Here’s how the math works for retail, and I’m pretty sure this is what the publisher are back to, post-agency: the retailer gets 50% of the profit. Maybe 40% depending on how things are structured. So, best-case scenario, that 9.99 book is making publishers $6.

      Now let’s talk about net. My trad publisher uses a third party distributor to get all their titles up at the retail sites. Yes, you heard that right. Granted, it’s a smaller NY publisher, but trust me on this, the big pubs do this as well – and they take that expense off the gross. (Even if the ‘distributor’ is a subsidiary of their own publishing house…). Publishers are going to do anything they can to whittle down that ‘net’ – which is why it’s such a bad, bad idea.

      Most authors (I am one, Kris Rusch is another, and has publicly blogged about this) get between 9-15% of their cover price, on average, from their digital sales. But wait! Those probably were sold through an agent. SO take another 15% off of whatever the author gets.

      Following this, from a 9.99 cover price, the author will see, best-case, 1.30 per sale. And at the low end, around 80 cents.

      So, those 5k traditional sales will bring 4000-6500 in to the author’s pockets.

      Tradpub comes out ahead… unless you have an author who, as many now do, price their novel from 2.99-4.99. Now, indie is looking a lot better. At 2.99, the author only has to sell 3,250 copies of their title to make the UPPER figure that 5k sales brings in from a traditional publisher.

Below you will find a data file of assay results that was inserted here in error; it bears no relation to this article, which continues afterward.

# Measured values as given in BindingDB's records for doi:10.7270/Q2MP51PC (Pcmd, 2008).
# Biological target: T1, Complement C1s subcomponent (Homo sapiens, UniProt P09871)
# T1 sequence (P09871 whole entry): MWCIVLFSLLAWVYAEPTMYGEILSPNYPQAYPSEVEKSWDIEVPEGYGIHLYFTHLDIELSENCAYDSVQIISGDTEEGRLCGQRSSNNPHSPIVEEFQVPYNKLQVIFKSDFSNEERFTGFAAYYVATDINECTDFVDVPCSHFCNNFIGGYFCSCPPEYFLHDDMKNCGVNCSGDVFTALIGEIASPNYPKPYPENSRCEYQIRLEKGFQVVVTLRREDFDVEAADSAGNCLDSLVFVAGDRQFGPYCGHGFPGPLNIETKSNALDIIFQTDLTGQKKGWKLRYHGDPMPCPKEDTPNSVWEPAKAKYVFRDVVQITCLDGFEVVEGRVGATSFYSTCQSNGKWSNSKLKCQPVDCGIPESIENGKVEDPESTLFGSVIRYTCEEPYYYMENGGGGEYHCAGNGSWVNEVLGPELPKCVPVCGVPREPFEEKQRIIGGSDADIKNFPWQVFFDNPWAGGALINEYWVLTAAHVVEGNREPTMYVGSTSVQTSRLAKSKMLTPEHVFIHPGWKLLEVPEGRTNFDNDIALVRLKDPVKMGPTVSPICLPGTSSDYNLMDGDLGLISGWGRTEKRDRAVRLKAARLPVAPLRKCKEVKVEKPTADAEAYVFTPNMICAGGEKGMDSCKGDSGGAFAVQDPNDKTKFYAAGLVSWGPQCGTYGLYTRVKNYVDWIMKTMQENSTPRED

Of course, the traditional publisher may be able to sell some foreign rights – $450 for the Thai translation of my second novel, minus the 25% publisher cut and then the 15% to the agent… So there may be some extra money there (a whopping $286 on that Thai sale). Or not.

      • Thanks Anthea, most informative . It would be interesting to see how well indies are doing as a share of revenue in the marketplace, though. Knowing how much money is being spent on eBooks on how that is split would be useful for all authors. But unless Amazon change their policy, I doubt we will get to find out.

        • I’m with you there, Robert. It would verrry interesting info indeed. 😉

          In romance, at least, I know of a dozen self-published writers who will make upwards of $500,000 this year. And I’m sure there are more out there.

          Me? I’ll make a fraction of that. 🙂 But it’s still paying the mortgage~